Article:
For those of you who know me, you know I love cooking, but as much as I love cooking, I also hate to write (or follow) recipes. To me, a recipe is more of a guideline and I rarely make something exactly the same twice. Having said all that, these are far to yummy not to share, and I did manage to explain to my sister in law how to make them, so I cant be that bad :)
You will need;
Cooked Cold Quinoa
1-2 cups grated Cheddar Cheese
Finely chopped Spring Onion
Adjust your quantities as needed, no need to be precise. For this batch I used around 3dl (uncooked) quinoa.
Put your Quinoa in a mixing bowl, add your finely chopped Spring Onion. I love a lot of Spring Onion, but the kids don't, adjust to suit your family. Add 1 large egg or 2 small eggs (for slightly lower fat, add more egg and less cheese), stir with a fork, don't over stir as you don't want to break the quinoa. Add the cheese and stir again.
Pop spoon fulls of your quinoa mix in your well oiled muffin tin, press down once they are all full, you want it to lump together nicely, if it seems crumbly, don't worry, once the cheese melts in the oven it all glues together.
Pop it in the oven, 175 degrees Celsius until the Quinoa cups take on a light brown crispy colour at the edges. (The ones in the image below were in the oven for a few minutes to long, take them out before they look like that unless you like them super crispy!)
All done! These cups keep for a few days in the fridge and are perfect for lunch boxes!
-by Linda Forster
This recipe is a lie, so I must apologise, its not actually a recipe at all, just an idea.
Pancakes are a staple food in our kids lunch boxes, both kids ALWAYS finish their lunch when I send them.
But heres the thing, I don't make them, I cheat and I use a mix. I figure I make at least 95% of our food from scratch so a bit of cheating every now and then is a treat. I either use Basco Pancake mix from Spinneys, or Freedom Pancake mix from Gluten Free supermarket. If you don't want to cheat, you can use Orgran self raising flour or Melindas self raising flour (both have the recipe on the bag).
The good thing about Basco or Freedom Pancakes is that you just fry the ones you need, the rest of the mix keeps in its jug in the fridge for a few days. If you want, you can even fry them the night before and keep them in the fridge, usually if I do this I just pretend its bread and pop butter and cheese on them. If fried on the day I serve them as above and send fruit or berries to go along.
Hope the kids enjoy :)
-by Linda Forster
Ok fine. Its not really Pancake bread. Its Eggy Bread, or French toast. But the smallest doesn't like egg, so if I call it eggy bread she wont eat it. Pancake bread however, she will wolf down, as will the older child.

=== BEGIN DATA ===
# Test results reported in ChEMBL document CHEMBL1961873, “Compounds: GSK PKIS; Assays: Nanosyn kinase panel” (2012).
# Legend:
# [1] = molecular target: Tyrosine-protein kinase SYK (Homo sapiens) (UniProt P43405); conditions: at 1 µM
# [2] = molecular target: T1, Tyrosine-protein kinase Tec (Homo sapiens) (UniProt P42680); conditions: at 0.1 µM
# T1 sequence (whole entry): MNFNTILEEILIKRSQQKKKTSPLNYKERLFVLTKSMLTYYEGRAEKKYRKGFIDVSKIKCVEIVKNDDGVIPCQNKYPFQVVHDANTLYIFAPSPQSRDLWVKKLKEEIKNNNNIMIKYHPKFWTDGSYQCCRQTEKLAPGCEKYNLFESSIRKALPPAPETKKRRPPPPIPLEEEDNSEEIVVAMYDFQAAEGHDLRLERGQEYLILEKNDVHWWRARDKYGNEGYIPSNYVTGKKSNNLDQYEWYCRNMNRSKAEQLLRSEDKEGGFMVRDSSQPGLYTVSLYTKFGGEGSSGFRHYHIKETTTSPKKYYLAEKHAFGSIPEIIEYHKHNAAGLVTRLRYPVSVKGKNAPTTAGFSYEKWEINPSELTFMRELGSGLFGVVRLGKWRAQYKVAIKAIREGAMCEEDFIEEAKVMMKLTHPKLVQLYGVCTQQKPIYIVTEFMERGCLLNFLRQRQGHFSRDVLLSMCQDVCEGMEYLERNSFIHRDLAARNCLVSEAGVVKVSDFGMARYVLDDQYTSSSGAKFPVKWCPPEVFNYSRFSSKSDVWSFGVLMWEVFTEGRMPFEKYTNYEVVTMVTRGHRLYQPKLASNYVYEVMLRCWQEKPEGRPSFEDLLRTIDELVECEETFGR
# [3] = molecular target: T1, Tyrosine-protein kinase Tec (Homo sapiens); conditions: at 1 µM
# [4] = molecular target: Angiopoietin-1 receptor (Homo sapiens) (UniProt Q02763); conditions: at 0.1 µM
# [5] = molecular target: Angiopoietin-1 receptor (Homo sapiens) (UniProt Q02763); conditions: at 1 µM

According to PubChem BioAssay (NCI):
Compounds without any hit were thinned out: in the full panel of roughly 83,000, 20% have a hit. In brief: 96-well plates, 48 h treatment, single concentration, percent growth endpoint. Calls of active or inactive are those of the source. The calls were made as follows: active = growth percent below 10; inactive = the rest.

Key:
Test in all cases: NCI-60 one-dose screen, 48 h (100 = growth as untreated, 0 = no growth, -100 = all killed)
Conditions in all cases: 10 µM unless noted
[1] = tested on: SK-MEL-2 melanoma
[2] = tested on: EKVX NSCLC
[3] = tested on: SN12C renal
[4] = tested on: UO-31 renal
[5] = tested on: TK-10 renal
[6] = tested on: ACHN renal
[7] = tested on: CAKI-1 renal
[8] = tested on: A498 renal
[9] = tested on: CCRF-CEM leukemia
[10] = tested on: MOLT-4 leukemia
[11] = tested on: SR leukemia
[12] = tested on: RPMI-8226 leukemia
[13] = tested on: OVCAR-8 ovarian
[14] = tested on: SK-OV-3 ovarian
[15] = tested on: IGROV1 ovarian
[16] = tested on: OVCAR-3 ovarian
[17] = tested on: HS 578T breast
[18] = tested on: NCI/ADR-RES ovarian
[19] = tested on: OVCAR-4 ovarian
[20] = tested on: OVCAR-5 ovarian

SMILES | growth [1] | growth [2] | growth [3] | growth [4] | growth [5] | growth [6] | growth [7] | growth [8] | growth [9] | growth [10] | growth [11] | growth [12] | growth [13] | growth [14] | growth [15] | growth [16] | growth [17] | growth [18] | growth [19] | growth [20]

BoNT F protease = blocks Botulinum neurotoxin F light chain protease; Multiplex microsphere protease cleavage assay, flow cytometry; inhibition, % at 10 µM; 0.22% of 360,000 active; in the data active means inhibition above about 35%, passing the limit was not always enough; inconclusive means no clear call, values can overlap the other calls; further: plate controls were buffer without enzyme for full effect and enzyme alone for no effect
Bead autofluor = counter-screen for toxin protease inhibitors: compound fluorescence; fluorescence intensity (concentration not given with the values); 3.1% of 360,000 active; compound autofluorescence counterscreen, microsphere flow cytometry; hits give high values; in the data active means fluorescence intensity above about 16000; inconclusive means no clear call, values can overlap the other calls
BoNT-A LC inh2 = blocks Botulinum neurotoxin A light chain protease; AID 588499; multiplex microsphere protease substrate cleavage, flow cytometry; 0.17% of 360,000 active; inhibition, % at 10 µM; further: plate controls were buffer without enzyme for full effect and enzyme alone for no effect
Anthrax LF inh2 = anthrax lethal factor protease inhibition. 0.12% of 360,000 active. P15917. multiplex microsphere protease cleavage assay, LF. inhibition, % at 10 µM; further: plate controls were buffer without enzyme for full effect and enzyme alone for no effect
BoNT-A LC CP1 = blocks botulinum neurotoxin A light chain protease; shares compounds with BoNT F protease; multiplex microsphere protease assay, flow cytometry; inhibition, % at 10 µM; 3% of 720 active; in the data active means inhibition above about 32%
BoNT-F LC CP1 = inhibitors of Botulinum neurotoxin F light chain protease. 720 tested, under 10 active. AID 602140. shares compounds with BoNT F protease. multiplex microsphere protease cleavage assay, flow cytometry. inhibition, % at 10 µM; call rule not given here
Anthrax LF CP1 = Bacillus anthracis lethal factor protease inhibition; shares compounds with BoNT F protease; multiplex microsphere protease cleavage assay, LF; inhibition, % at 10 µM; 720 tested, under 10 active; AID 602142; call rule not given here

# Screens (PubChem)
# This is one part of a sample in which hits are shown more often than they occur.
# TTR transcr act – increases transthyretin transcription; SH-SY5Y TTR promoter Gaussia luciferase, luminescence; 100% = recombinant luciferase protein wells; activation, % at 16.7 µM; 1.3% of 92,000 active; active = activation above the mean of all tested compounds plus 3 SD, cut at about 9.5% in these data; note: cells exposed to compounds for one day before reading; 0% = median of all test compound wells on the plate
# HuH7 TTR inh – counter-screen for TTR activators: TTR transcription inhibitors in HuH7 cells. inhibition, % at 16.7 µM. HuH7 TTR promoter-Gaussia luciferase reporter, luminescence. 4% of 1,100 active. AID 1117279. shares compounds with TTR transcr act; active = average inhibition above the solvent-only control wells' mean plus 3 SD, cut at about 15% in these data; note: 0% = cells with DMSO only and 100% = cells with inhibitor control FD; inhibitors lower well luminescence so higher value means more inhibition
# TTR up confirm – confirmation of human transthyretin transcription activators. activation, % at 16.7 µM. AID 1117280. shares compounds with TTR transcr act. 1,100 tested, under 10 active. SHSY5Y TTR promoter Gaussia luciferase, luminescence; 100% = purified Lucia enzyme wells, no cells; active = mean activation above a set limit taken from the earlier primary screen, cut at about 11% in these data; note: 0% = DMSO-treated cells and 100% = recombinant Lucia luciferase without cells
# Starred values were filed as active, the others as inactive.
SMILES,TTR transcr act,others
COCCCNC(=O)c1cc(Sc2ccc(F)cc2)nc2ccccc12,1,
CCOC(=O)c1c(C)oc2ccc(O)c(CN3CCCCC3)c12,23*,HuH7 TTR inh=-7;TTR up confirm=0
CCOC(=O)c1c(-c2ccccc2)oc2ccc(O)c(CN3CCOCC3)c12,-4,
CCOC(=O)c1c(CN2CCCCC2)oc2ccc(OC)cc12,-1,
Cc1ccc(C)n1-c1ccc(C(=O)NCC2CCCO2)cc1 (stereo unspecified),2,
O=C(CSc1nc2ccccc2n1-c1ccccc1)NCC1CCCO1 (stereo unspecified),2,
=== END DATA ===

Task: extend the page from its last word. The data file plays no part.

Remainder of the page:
Pancake bread is a fab way to send crumbly gluten free bread to school without it crumbling. And its better then bread, its pancake bread! Right..?
Sliced bread (the one in the picture is the Pan Carre Toast
from Gluten Free supermarket, but you can use any gluten free bread)
sugar & cinnamon
splash of milk
oil or butter for frying
-Whisk the egg with some milk (about one table spoons worth) in a shallow bowl with a fork.
-Add a pinch of salt
-If you are feeling nice, add a pinch of cinnamon and a pinch of sugar
-Soak bread in egg mix
-Fry soaked-in-egg-bread in a frying pan with some butter or oil, you need to make sure the egg is cooked, but it really is very fast.
Put on plate to cook slightly and then pack to lunch box. TADAAA! (it really is that easy to be your kids hero for the day)
-by Linda Forster
As promised I am going to share some of my staple lunch box items over the next few weeks. I just have to remember to take pictures when I make them! :)
Im not so much in to measuring ingredients, I tend to just chuck things in and hope for the best, but I will try my hardest to give correct quantities.
In my top ten tips for a gluten free lunch box
I mentioned my muffin tin, so it is only fitting that my first lunch box recipe uses it :)
I have two kids so I made 12 omelettes, if you have just 1 child and wont be eating any yourself, just adjust the recipe as needed. A bigger child will easily eat 2 of these. The mini omelettes will keep nicely in a box (with lid) in the fridge for 5 days, I make a batch on Saturday evening to last the week.
You will need;
a splash of milk (around two table spoons worth)
2 boiled potatoes
half an onion (if you are making these for adults you can use more onion)
oil for the pan and for frying.
Turn your oven on before you start. I use a fan assisted oven and I keep it on 175*c
-Spray or brush your muffin tin with oil.
-Cut your onion in to fine squares, for adults you can use rings, but my kids aren't to keen on onion so I like to make it small, it gives nice flavour and they wont even notice its there!
-gently fry the onion and put it to the side
-cut your potatoes into small squares
-fry the potatoes, you want just a little bit of colour, don't go crazy